Summary:  Sebastian Shaw is furious to discover that he’s lost control of Shaw Industries.  His son Shinobi enters, bragging that he’s responsible.  Shinobi uses his mutant powers to reach into his father’s heart and induce a heart attack.  Explosives then destroy Shaw’s home.  Shinobi emerges from the rubble, smiling.


Continuity Notes:  This marks the debut of Shinobi Shaw, a main player in the upcoming Upstarts storyline.  Shinobi mentions that his powers, density manipulation, are closer to deceased Hellfire Club member Harry Leland’s, making him wonder who his real father is.


Review:  Regardless of the title, this is technically an epilogue.  Yes, this is a “prologue” in a sense to the Upstarts storyline, but it’s a separate story at the end of the issue.  I don’t know of any other back-up story that’s been labeled a “prologue” before.  Anyway, this is Sebastian Shaw’s big death scene, one that’s casually ignored years later by Jeph Loeb in X-Force.  Chris Claremont didn’t seem too enamored with this story either, considering that he ignored all of the early Upstart material that he even co-wrote when doing X-Men Forever.  In retrospect, the story is a pretty flagrant example of killing off an established character in order to sell a new one.  I was actually intrigued by this short story as a kid, though.  The trick hadn’t been beaten into the ground by this point, and I had no idea Shinobi would turn out to be such a dud, so hopefully I can be forgiven.

3 comments:

cyke68 said...

This issue was the weak link of the four-partner for me. Definitely some novelty in the Inhumans guest-starring, yes, not to mention the symbolism of the moving the climax to the blue area of the moon. Unfortunately, Portacio's art lets the story down. I don't know why he wanted to over-complicate a straight-forward beat 'em up by having both sides employ holograms and various other means of trickery, but the result is just a jumbled mess of images with no rhythm or forward momentum. Portacio didn't succumb to "pinupitis" as badly as some of his contemporaries, but this issue is full of that sort of thing.

I wonder if Claremont was feeling better or worse about Portacio joining him (as he thought) on Uncanny at this point in the run?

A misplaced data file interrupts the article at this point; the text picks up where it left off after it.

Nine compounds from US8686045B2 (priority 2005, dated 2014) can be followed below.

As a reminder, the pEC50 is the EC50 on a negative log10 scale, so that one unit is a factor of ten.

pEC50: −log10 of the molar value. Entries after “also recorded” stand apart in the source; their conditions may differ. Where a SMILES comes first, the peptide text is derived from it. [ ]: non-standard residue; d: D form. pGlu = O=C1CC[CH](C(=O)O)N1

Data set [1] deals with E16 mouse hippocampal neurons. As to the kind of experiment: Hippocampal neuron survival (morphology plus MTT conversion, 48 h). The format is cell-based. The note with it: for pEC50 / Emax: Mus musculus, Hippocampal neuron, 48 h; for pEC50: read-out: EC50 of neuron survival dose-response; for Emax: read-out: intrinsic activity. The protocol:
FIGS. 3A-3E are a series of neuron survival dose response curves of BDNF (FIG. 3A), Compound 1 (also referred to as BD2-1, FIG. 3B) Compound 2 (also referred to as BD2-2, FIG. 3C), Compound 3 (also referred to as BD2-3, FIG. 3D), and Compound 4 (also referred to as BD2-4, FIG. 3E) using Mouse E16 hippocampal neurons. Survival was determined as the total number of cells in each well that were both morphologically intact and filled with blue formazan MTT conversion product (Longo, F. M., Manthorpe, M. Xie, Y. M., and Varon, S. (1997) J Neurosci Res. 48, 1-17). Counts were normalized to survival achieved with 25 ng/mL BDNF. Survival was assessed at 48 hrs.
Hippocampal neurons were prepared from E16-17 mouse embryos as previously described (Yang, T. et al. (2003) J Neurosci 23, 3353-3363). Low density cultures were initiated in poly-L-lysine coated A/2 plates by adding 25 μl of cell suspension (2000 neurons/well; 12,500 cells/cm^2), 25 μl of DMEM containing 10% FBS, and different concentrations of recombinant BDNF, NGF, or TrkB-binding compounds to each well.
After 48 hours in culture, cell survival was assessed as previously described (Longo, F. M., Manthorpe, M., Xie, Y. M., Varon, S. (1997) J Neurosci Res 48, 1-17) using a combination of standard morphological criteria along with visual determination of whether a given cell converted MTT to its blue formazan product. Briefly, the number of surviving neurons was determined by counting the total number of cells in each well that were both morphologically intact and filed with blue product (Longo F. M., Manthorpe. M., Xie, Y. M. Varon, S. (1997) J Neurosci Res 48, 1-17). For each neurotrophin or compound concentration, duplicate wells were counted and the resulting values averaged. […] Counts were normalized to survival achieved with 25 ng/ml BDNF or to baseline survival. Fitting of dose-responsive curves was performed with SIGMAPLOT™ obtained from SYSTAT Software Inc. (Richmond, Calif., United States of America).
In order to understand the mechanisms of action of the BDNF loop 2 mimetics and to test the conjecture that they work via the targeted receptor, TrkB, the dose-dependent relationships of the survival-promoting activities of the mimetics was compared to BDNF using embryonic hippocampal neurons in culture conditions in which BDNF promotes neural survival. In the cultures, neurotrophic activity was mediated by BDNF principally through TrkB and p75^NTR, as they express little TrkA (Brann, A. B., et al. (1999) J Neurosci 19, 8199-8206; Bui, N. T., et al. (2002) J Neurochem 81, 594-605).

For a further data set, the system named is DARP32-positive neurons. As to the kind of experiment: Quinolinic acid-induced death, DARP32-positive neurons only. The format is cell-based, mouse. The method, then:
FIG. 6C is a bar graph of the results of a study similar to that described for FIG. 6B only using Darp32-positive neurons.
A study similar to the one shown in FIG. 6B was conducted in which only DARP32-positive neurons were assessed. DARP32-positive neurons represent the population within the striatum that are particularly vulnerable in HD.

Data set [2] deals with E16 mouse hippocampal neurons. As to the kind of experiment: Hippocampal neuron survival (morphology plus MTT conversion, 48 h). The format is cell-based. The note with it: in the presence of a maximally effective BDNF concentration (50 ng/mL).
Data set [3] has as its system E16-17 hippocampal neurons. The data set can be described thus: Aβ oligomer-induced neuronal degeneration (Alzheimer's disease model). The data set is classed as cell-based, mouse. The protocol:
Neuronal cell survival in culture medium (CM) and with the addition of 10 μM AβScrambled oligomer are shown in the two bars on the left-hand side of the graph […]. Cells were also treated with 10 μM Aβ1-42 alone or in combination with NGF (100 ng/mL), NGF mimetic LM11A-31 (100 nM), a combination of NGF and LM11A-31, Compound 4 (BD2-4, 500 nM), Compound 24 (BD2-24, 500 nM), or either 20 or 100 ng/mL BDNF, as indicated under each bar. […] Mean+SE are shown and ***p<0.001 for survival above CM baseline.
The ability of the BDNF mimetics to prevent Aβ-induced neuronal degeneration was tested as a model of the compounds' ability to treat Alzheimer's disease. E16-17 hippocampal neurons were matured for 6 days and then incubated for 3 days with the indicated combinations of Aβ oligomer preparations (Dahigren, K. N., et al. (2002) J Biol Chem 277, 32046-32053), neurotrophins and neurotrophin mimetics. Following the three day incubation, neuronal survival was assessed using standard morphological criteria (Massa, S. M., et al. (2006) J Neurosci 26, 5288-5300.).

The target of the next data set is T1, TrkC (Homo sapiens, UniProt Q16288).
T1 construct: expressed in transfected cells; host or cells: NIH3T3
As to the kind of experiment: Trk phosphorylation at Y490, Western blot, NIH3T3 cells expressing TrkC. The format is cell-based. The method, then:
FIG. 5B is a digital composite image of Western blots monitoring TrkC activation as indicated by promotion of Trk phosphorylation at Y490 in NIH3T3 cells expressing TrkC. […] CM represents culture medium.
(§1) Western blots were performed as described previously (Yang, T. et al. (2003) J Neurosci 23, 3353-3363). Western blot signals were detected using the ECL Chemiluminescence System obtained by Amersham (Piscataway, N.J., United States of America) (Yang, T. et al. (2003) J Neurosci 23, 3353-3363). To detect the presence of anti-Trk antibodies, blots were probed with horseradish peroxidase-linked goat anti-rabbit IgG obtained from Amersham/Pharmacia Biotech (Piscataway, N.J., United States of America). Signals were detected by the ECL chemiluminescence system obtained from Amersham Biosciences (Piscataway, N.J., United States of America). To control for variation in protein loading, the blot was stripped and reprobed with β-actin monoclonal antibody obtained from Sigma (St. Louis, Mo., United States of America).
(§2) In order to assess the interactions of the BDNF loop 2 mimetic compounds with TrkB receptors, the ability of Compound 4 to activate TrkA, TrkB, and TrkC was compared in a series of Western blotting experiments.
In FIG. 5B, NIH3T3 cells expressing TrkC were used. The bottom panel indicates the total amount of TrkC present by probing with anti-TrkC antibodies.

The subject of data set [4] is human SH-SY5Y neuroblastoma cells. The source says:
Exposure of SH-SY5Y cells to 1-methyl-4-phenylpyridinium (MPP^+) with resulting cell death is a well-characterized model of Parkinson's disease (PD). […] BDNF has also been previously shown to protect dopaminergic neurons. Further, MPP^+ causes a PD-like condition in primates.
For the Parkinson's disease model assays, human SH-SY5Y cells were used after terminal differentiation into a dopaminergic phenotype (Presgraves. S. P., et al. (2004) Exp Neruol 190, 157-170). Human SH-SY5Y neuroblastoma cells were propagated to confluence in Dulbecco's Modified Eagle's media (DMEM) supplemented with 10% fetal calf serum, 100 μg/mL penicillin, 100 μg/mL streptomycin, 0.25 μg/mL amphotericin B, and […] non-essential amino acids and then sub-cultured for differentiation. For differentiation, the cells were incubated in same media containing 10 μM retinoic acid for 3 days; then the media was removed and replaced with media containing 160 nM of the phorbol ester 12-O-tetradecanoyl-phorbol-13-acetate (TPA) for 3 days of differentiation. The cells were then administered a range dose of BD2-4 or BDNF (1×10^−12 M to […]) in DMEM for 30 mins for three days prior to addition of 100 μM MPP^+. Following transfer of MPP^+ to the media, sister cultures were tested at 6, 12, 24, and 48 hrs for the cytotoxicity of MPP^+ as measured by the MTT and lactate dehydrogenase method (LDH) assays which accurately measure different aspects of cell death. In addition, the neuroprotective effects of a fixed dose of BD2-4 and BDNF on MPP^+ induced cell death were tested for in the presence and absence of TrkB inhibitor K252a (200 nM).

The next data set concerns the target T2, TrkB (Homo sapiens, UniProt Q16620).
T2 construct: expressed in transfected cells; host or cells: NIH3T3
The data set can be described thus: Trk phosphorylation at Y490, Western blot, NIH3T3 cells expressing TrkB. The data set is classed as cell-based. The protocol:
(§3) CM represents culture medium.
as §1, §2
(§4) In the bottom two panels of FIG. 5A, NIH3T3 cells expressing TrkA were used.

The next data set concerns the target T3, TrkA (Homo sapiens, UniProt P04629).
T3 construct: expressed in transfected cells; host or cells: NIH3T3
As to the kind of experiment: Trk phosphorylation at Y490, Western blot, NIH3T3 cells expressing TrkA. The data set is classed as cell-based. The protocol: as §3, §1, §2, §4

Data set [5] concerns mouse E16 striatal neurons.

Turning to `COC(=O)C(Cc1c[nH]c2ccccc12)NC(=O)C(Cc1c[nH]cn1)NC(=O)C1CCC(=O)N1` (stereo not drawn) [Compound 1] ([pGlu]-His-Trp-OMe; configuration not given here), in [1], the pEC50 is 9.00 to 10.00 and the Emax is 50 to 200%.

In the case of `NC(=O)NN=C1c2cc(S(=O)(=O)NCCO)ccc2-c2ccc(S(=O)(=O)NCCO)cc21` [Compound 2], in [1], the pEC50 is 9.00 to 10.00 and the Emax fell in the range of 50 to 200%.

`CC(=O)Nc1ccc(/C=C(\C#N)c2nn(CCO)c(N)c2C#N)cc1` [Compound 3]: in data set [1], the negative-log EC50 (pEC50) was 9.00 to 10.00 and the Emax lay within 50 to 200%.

Teebore said...

Don't worry - I was right there with you in thinking Shinobi Shaw was going to be a BIG DEAL, along with the rest of the Upstarts. Ah, the folly of youth.

Agreed as well that the setting of this story lends it some gravitas. Claremont is often accused (sometimes with merit) of returning to the Dark Phoenix well too often, but in cases like this, it totally works.

Jason said...

'Regardless of the title, this is technically an epilogue. Yes, this is a “prologue” in a sense to the Upstarts storyline, but it’s a separate story at the end of the issue. I don’t know of any other back-up story that’s been labeled a “prologue” before.'

That seems a little rigid. Calling it a "prologue" even though that's counter-intuitive given its placement is exactly the point, so that readers get excited about what it is a prologue TO. And as you said, it's a set-up for the Upstarts storyline, not an epilogue to the events of this story.

It's not really unprecedented either, in an X-Men comic. See the final two pages of Uncanny #122 ...

"Askani’s trip to the present is presumably a flashback explaining how she got here two issues ago. It this is supposed to be a different Askani’s journey to the present, that isn’t clear at all. "

I never was confused by this. To 12-year-old me, this was obviously a flashback explaining where the Askani of the previous two issues had come from. She says in her narration that she screwed things up by letting Nathan get kidnapped, so it seems clear that it's the same person.